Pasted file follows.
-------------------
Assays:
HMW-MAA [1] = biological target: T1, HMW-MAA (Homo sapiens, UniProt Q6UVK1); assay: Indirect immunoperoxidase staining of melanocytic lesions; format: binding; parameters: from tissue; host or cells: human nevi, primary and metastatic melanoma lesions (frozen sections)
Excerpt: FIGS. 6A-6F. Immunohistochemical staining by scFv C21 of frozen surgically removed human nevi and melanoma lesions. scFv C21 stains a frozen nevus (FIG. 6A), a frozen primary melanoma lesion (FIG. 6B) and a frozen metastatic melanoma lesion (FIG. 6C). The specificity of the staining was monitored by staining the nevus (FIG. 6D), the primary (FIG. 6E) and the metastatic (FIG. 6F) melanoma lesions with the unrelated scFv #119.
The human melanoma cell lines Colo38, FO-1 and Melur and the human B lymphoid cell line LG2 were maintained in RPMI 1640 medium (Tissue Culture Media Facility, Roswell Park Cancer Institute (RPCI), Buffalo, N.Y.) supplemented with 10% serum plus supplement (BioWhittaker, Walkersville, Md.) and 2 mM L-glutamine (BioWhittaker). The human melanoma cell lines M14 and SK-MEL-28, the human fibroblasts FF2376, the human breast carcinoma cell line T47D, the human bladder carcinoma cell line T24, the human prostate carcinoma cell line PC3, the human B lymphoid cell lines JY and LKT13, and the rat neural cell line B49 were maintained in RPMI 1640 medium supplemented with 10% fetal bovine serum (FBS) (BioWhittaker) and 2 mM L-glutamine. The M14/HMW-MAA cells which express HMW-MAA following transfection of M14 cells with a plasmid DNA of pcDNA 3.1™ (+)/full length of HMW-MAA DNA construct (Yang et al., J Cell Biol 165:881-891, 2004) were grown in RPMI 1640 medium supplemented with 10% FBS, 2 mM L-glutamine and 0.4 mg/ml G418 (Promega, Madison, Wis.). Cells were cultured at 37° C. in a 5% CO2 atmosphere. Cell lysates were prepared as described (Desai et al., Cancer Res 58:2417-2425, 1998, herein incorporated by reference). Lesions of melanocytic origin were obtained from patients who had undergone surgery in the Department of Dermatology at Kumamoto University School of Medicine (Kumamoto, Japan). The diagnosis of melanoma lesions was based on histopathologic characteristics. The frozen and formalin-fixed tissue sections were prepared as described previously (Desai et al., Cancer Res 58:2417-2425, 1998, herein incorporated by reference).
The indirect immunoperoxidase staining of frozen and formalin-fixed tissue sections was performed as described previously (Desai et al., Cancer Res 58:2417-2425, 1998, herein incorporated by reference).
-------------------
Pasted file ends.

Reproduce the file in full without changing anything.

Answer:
Assays:
HMW-MAA [1] = biological target: T1, HMW-MAA (Homo sapiens, UniProt Q6UVK1); assay: Indirect immunoperoxidase staining of melanocytic lesions; format: binding; parameters: from tissue; host or cells: human nevi, primary and metastatic melanoma lesions (frozen sections)
Excerpt: FIGS. 6A-6F. Immunohistochemical staining by scFv C21 of frozen surgically removed human nevi and melanoma lesions. scFv C21 stains a frozen nevus (FIG. 6A), a frozen primary melanoma lesion (FIG. 6B) and a frozen metastatic melanoma lesion (FIG. 6C). The specificity of the staining was monitored by staining the nevus (FIG. 6D), the primary (FIG. 6E) and the metastatic (FIG. 6F) melanoma lesions with the unrelated scFv #119.
The human melanoma cell lines Colo38, FO-1 and Melur and the human B lymphoid cell line LG2 were maintained in RPMI 1640 medium (Tissue Culture Media Facility, Roswell Park Cancer Institute (RPCI), Buffalo, N.Y.) supplemented with 10% serum plus supplement (BioWhittaker, Walkersville, Md.) and 2 mM L-glutamine (BioWhittaker). The human melanoma cell lines M14 and SK-MEL-28, the human fibroblasts FF2376, the human breast carcinoma cell line T47D, the human bladder carcinoma cell line T24, the human prostate carcinoma cell line PC3, the human B lymphoid cell lines JY and LKT13, and the rat neural cell line B49 were maintained in RPMI 1640 medium supplemented with 10% fetal bovine serum (FBS) (BioWhittaker) and 2 mM L-glutamine. The M14/HMW-MAA cells which express HMW-MAA following transfection of M14 cells with a plasmid DNA of pcDNA 3.1™ (+)/full length of HMW-MAA DNA construct (Yang et al., J Cell Biol 165:881-891, 2004) were grown in RPMI 1640 medium supplemented with 10% FBS, 2 mM L-glutamine and 0.4 mg/ml G418 (Promega, Madison, Wis.). Cells were cultured at 37° C. in a 5% CO2 atmosphere. Cell lysates were prepared as described (Desai et al., Cancer Res 58:2417-2425, 1998, herein incorporated by reference). Lesions of melanocytic origin were obtained from patients who had undergone surgery in the Department of Dermatology at Kumamoto University School of Medicine (Kumamoto, Japan). The diagnosis of melanoma lesions was based on histopathologic characteristics. The frozen and formalin-fixed tissue sections were prepared as described previously (Desai et al., Cancer Res 58:2417-2425, 1998, herein incorporated by reference).
The indirect immunoperoxidase staining of frozen and formalin-fixed tissue sections was performed as described previously (Desai et al., Cancer Res 58:2417-2425, 1998, herein incorporated by reference).